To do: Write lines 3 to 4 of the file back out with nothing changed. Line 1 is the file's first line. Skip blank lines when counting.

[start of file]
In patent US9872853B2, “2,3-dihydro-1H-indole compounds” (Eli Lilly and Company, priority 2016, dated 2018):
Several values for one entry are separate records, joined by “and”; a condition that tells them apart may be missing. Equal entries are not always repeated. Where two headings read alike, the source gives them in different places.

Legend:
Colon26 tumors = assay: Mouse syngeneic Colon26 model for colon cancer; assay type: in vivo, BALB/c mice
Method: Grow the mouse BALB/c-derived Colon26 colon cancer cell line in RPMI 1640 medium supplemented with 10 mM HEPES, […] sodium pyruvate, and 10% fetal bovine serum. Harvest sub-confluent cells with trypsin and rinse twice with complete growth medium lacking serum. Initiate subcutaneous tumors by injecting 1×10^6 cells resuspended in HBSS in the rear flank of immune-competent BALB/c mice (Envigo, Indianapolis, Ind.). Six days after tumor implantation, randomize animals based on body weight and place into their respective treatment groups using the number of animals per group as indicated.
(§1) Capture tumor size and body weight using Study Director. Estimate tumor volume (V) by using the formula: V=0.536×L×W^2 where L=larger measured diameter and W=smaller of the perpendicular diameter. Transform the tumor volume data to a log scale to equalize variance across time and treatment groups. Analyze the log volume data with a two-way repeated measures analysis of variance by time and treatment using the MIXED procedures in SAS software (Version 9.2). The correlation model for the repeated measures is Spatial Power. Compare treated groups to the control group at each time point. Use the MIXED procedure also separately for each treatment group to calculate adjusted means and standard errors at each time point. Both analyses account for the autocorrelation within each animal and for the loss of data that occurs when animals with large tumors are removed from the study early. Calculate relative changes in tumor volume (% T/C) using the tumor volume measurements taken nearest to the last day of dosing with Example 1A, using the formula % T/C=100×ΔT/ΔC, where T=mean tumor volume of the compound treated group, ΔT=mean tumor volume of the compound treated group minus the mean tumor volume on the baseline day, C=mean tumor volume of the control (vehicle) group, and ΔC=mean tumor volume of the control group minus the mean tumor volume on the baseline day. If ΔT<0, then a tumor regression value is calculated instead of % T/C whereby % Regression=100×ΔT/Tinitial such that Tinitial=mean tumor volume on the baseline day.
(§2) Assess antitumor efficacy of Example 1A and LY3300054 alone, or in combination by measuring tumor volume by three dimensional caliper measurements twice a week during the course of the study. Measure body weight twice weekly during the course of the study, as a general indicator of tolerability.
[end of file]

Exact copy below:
Legend:
Colon26 tumors = assay: Mouse syngeneic Colon26 model for colon cancer; assay type: in vivo, BALB/c mice